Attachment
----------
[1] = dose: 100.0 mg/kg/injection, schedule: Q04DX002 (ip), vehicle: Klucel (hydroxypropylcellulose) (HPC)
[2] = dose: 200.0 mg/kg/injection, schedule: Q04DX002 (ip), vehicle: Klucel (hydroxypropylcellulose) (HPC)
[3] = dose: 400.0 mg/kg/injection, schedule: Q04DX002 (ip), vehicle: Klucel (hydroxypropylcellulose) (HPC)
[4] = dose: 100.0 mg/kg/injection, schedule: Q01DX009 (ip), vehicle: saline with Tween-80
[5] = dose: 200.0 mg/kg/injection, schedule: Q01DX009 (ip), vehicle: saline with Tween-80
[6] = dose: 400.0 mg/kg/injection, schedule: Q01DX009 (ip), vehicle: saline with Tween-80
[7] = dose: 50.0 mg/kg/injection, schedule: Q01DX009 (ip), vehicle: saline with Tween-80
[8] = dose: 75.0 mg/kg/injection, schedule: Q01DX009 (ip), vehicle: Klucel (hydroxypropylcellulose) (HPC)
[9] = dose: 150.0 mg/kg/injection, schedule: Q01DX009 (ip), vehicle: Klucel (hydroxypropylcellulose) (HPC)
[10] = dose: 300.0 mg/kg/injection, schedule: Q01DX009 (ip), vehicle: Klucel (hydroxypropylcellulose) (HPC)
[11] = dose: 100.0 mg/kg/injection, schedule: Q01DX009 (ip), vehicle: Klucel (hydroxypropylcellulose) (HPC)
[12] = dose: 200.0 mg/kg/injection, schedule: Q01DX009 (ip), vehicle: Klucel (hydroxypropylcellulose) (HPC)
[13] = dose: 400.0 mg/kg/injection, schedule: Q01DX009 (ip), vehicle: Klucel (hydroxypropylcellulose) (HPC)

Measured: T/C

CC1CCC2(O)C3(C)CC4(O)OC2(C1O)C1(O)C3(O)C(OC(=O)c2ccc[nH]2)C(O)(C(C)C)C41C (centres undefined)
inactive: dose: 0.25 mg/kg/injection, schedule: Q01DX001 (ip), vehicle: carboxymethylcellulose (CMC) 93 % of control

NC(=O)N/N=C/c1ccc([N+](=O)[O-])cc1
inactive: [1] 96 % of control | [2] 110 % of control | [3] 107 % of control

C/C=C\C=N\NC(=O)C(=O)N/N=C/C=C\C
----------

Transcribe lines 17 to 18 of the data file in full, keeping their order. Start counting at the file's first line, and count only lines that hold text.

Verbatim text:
NC(=O)N/N=C/c1ccc([N+](=O)[O-])cc1
inactive: [1] 96 % of control | [2] 110 % of control | [3] 107 % of control